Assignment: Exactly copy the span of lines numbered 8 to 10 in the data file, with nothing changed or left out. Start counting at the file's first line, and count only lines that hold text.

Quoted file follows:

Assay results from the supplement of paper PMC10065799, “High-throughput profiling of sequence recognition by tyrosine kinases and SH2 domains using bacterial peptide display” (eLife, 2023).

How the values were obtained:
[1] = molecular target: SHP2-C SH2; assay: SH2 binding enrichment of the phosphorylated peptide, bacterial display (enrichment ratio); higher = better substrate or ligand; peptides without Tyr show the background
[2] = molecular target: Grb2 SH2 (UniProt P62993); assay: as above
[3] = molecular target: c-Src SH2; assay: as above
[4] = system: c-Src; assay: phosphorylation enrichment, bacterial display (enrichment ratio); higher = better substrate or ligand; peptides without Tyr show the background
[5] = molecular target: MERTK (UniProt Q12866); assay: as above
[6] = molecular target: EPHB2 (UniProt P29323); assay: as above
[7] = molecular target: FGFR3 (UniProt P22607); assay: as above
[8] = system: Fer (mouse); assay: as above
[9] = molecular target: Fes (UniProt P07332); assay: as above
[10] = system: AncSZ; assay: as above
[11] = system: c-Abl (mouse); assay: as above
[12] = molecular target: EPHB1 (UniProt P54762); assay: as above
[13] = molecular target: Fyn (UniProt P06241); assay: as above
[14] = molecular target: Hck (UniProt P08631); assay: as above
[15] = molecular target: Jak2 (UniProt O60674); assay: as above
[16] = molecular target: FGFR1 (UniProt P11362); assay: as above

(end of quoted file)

[6] = molecular target: EPHB2 (UniProt P29323); assay: as above
[7] = molecular target: FGFR3 (UniProt P22607); assay: as above
[8] = system: Fer (mouse); assay: as above